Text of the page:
According to Heap, General Dynamics has always been skilled at cultivating goodwill locally. They constantly emphasize the local economic benefits of the plant. As well, he said, “They’re flagship donors of whatever causes in London’s community.” In addition, they fund things like materials science research at the University of Western Ontario, located in London, and so “provide benefits for researchers and students.”
Heap continued, “This is a way that these mega profitable corporations can … try to buy civil society compliance. They get municipal politicians on side, provincial and federal politicians from different parties on side, and sell it in that way, as one of the last really high quality industrial jobs in the region.”
There is a broad coalition in Canada against the sale of arms to Saudi Arabia, and People for Peace is a member. The group has done lots of work in the community to try to counter the company’s influence. This has involved extensive public education on the issue. They have also lobbied local politicians, picketed the plant, and briefly blocked the rails by which finished LAVs were about to be transported.
While the coalition is focused on opposing the deal with Saudi Arabia, People for Peace has its sights set much higher. According to Heap, “We need to go farther and say, in fact, there are no acceptable clients, even when they sell them to the ‘friendly’ Canadian and US military.”
Badillo added, “I think that’s what’s unique about People for Peace is that we’re not just asking for … the end of this contract, but we’re also looking at and asking for conversion of the plant, and to stop producing these war machines for the war industry and convert and transition to peaceful production.” The original role of the plant in manufacturing locomotives provides a cue to what it could do after conversion, given the extensive changes in infrastructure required by the climate crisis.
Heap said, “It’s not as if Canada doesn’t need heavy industries, right? We know the government has to invest in green infrastructure, it has to invest in mass transit in a big way. That plant could be producing, once again, locomotives and other green transport. … People in the community remember when it was a local locomotive plant, remember when it was producing stuff that people actually need and want. And we could get back to that, but it takes leadership. It takes a change in direction from the government to not facilitate and fund conversion to war industries, which is what they’ve done for the last number of decades, but redirect back towards a conversion towards peace industries. And right now, nothing is more necessary than green infrastructure and public transit. So it would be a perfect fit, to keep those jobs in the community, keep the all of the quality spin offs that come from that plant, but end not just the contract with Saudi, but phase out the war industry in general.”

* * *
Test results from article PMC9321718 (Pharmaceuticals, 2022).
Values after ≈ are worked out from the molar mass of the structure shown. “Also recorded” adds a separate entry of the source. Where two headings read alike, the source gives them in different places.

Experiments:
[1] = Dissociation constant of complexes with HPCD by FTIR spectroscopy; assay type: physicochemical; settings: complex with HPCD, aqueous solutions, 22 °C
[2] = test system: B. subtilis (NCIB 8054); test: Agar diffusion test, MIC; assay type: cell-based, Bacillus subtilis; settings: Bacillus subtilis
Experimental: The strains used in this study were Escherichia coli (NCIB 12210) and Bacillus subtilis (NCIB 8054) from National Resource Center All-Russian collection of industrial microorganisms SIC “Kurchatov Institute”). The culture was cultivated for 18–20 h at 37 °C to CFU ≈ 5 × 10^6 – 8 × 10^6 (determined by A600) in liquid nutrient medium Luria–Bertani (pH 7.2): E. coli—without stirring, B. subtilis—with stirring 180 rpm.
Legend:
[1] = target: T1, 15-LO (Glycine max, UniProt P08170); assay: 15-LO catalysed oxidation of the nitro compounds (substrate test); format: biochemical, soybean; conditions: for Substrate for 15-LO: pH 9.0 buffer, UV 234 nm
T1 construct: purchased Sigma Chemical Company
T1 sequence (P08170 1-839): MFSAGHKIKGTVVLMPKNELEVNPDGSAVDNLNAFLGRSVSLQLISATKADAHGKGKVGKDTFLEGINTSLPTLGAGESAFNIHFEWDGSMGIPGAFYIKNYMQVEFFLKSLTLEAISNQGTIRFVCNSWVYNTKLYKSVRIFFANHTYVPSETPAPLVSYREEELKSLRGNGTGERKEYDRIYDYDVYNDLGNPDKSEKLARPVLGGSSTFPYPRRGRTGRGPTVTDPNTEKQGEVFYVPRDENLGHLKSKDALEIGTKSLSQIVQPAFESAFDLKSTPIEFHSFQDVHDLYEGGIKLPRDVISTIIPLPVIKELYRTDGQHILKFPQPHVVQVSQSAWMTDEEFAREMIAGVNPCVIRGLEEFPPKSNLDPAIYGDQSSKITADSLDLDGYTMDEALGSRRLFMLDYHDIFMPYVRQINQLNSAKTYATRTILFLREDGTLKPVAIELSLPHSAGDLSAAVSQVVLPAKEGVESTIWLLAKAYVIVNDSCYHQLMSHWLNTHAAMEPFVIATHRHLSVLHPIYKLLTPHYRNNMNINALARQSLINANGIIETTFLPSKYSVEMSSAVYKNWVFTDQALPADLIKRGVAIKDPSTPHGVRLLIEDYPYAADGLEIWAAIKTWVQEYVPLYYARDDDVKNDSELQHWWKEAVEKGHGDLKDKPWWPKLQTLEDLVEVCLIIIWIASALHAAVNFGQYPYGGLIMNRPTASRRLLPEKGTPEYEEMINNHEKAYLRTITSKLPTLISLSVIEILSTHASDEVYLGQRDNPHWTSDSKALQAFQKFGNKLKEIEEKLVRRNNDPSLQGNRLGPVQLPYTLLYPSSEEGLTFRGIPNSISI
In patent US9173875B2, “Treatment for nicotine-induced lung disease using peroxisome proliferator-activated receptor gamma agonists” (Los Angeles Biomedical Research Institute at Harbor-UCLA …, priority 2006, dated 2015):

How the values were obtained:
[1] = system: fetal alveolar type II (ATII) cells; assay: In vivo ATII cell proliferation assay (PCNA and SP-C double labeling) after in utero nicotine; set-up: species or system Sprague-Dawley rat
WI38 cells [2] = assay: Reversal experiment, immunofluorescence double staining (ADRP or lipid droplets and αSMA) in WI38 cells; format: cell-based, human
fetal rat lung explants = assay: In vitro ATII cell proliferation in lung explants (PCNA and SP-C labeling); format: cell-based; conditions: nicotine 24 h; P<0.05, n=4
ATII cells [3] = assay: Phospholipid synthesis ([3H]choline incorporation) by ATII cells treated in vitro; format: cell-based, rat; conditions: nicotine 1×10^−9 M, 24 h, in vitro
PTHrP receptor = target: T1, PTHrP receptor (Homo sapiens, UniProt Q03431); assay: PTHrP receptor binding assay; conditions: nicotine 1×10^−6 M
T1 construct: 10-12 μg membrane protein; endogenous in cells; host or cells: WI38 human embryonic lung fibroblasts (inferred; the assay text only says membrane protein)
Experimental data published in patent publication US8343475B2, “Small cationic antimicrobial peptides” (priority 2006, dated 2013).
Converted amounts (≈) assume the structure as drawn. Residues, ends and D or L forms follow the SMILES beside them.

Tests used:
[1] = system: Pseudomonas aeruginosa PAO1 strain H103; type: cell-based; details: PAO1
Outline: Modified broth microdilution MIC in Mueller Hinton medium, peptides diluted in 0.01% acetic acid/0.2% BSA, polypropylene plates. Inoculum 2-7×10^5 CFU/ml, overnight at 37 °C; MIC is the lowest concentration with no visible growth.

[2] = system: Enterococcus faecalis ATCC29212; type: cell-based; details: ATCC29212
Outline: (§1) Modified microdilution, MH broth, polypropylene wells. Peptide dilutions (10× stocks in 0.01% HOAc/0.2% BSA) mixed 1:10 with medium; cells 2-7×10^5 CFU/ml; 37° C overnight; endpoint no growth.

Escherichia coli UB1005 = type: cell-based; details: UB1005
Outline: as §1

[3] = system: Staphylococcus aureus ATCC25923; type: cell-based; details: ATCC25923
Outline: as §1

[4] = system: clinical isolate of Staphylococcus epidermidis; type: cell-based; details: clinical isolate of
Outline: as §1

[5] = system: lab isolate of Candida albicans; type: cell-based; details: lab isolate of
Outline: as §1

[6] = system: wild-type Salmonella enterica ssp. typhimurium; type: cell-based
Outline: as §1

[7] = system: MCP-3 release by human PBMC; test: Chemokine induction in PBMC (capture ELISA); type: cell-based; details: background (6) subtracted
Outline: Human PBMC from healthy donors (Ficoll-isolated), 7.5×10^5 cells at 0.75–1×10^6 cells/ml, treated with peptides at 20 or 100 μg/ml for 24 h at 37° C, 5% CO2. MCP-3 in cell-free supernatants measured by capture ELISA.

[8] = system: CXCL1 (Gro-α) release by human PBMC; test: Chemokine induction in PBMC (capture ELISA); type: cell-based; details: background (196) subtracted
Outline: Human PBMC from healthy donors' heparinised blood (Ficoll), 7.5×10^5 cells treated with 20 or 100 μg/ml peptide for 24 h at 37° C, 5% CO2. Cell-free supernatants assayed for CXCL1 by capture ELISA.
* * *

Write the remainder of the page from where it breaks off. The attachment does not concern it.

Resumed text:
Talking Radical Radio brings you grassroots voices from across Canada, giving you the chance to hear many different people that are facing many different struggles talk about what they do, why they do it, and how they do it, in the belief that such listening is a crucial step in strengthening all of our efforts to change the world. To learn more about the show check out our website here. You can also follow us on Facebook or Twitter, or contact email@example.com to join our weekly email update list.
Talking Radical Radio is brought to you by Scott Neigh, a writer, media producer, and activist based in Hamilton Ontario, and the author of two books examining Canadian history through the stories of activists.
Theme music: “It Is the Hour (Get Up)” by Snowflake, via CCMixter